We tend to have too much faith that our intention or perception will carry the message alone. That is almost certainly never the case. We often discount and discredit our beliefs, values, experiences and context that shape how we encode and decode.
And unless the other party knows those different elements of us, we’re screwed.
So, case in point, you can never rely on your intention or perception solely.
How do we fix this problem?
It takes two to tango.
Before we encode and decode, we have to evaluate ourselves first. We must prepare and set ourselves up personally and as a team for the best chances of healthy and effective communication.
As the communicator, it’s your responsibility to make sure your audience understands your message. Your intentions alone are not enough to carry the message alone. Before you attempt to communicate anything, ask yourself these questions first:
- What is my intention? Do you want the other person to understand you or to perform an action? Confirm that what you actually want is what you think you want. The clearer you are with yourself, the clearer you’ll be with them.
- What is the best way to communicate this? You know what you want to say, but they don’t. You’re not saying it for you to understand but for them. So, you must adapt your approach to something they’re more likely to understand. You’re speaking for them – not for you.
Once you’ve done that, you’re in a better position with more clarity and forethought to communicate. It won’t be perfect all the time. But you can help the receiver by doing the following:
- Make your intentions explicit and clear. If you want them to do something, then say that. Don’t encrypt anything behind secret or hidden meaning.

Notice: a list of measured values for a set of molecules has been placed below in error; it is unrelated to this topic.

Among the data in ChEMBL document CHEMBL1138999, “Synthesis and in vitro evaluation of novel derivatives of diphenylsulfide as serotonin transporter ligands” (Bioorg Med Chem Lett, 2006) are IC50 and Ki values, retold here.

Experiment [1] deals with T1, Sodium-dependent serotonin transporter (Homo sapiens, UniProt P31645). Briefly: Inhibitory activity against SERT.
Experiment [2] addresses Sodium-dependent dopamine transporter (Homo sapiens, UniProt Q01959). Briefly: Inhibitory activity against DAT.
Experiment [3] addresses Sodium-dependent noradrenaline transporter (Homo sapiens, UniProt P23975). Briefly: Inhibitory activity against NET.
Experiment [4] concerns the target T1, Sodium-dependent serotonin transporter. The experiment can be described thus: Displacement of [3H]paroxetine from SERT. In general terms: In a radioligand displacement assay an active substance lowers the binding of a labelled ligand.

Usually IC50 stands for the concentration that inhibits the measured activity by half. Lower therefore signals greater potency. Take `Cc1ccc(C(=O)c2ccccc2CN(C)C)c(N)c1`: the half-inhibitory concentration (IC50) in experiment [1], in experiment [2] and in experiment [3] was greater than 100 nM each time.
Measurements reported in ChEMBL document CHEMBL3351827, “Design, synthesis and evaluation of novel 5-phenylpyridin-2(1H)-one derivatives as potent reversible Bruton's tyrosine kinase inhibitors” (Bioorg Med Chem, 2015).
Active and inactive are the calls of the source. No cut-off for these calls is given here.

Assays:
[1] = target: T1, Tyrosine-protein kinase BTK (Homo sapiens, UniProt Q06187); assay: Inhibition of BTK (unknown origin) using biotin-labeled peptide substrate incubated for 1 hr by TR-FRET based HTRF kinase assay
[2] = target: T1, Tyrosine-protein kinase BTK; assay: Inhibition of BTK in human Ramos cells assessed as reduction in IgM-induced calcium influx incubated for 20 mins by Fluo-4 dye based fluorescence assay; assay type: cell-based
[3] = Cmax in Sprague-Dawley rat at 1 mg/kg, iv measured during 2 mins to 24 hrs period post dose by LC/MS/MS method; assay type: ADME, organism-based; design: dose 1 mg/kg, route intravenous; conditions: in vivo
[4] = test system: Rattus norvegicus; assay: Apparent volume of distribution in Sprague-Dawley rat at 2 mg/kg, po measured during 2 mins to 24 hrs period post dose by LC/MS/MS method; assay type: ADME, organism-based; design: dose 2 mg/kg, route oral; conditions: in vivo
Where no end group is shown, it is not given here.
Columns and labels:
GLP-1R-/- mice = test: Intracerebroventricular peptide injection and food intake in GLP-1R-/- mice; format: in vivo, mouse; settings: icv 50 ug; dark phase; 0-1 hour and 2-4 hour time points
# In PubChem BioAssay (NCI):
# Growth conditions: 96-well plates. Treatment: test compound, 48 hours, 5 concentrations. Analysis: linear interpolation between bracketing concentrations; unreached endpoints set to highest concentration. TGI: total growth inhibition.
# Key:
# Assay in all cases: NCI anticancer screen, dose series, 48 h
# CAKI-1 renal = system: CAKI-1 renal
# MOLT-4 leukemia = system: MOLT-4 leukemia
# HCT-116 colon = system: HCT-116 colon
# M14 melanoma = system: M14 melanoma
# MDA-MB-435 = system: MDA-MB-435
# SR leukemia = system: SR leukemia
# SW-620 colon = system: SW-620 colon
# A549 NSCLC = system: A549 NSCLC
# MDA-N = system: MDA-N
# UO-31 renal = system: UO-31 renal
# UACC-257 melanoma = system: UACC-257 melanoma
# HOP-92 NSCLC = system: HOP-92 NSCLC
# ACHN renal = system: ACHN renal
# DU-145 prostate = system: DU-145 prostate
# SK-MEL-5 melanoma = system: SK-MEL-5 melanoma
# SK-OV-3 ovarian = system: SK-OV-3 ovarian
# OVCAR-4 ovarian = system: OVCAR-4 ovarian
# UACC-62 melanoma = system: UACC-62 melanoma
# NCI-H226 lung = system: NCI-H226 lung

- Ask what your partner heard and how they understood the conversation. Don’t just speak, but ask. Make it a conversation and not a speech. That’s how you get feedback on whether your message was received.
The way we decode a message is never the objective reality. We all have our own filters and explanations which paint the picture of the world the way we see it. We have to be aware of and understand that. Otherwise, everyone gets screwed – yourself, the other person and the relationship.
Ask yourself these questions before, during and after the conversation:
- Which ear am I listening on? Are you biased to one ear and tend to interpret the message by that default dimension? No message is decoded without bias.
- What information might my partner be sending? Take yourself out of the picture. Not how you feel? Or what do you think he means. Try to put yourself in their shoes and decode his intentions instead of your understanding.
- How else could I understand this message? There are 10 ways to interpret something. Is there an equally possible but more positive perspective you can adopt? Firstly, they try to make a conclusion with only half the picture. Secondly, they’re biased and have a mind of their own.
- Make sure you understood correctly: Questions and phrases like, “Do you mean…?”, “Just to be clear…” or “To make sure we’re on the same page, …” go a very long way.
So next time you’re in a conversation, whether you’re the sender or receiver, remember there are four elements to what you say, not just the words you use. Be aware that intentions and perceptions depend on you both to meet in the middle.